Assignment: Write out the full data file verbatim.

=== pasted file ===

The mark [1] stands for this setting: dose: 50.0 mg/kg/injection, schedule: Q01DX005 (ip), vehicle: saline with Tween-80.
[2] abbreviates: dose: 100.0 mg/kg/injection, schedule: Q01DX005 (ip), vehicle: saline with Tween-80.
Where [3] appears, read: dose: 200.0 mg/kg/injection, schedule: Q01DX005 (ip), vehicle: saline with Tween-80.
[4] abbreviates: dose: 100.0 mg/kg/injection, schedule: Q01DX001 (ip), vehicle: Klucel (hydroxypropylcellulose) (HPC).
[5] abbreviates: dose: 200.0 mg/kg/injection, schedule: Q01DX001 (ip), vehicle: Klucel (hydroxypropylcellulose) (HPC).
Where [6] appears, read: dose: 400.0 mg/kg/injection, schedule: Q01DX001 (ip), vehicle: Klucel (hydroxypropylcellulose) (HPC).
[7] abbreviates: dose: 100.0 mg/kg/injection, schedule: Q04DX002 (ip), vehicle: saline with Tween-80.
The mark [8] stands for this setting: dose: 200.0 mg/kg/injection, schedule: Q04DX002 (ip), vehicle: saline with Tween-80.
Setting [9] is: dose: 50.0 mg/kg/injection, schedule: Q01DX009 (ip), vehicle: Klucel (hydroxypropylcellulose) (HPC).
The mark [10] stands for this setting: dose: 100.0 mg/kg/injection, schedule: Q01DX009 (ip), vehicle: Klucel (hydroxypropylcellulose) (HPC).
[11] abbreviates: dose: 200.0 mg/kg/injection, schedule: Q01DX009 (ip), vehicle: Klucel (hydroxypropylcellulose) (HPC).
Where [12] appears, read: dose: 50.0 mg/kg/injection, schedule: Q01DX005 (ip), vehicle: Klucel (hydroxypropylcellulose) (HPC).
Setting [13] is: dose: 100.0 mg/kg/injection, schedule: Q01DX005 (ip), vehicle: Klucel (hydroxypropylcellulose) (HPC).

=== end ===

The mark [1] stands for this setting: dose: 50.0 mg/kg/injection, schedule: Q01DX005 (ip), vehicle: saline with Tween-80.
[2] abbreviates: dose: 100.0 mg/kg/injection, schedule: Q01DX005 (ip), vehicle: saline with Tween-80.
Where [3] appears, read: dose: 200.0 mg/kg/injection, schedule: Q01DX005 (ip), vehicle: saline with Tween-80.
[4] abbreviates: dose: 100.0 mg/kg/injection, schedule: Q01DX001 (ip), vehicle: Klucel (hydroxypropylcellulose) (HPC).
[5] abbreviates: dose: 200.0 mg/kg/injection, schedule: Q01DX001 (ip), vehicle: Klucel (hydroxypropylcellulose) (HPC).
Where [6] appears, read: dose: 400.0 mg/kg/injection, schedule: Q01DX001 (ip), vehicle: Klucel (hydroxypropylcellulose) (HPC).
[7] abbreviates: dose: 100.0 mg/kg/injection, schedule: Q04DX002 (ip), vehicle: saline with Tween-80.
The mark [8] stands for this setting: dose: 200.0 mg/kg/injection, schedule: Q04DX002 (ip), vehicle: saline with Tween-80.
Setting [9] is: dose: 50.0 mg/kg/injection, schedule: Q01DX009 (ip), vehicle: Klucel (hydroxypropylcellulose) (HPC).
The mark [10] stands for this setting: dose: 100.0 mg/kg/injection, schedule: Q01DX009 (ip), vehicle: Klucel (hydroxypropylcellulose) (HPC).
[11] abbreviates: dose: 200.0 mg/kg/injection, schedule: Q01DX009 (ip), vehicle: Klucel (hydroxypropylcellulose) (HPC).
Where [12] appears, read: dose: 50.0 mg/kg/injection, schedule: Q01DX005 (ip), vehicle: Klucel (hydroxypropylcellulose) (HPC).
Setting [13] is: dose: 100.0 mg/kg/injection, schedule: Q01DX005 (ip), vehicle: Klucel (hydroxypropylcellulose) (HPC).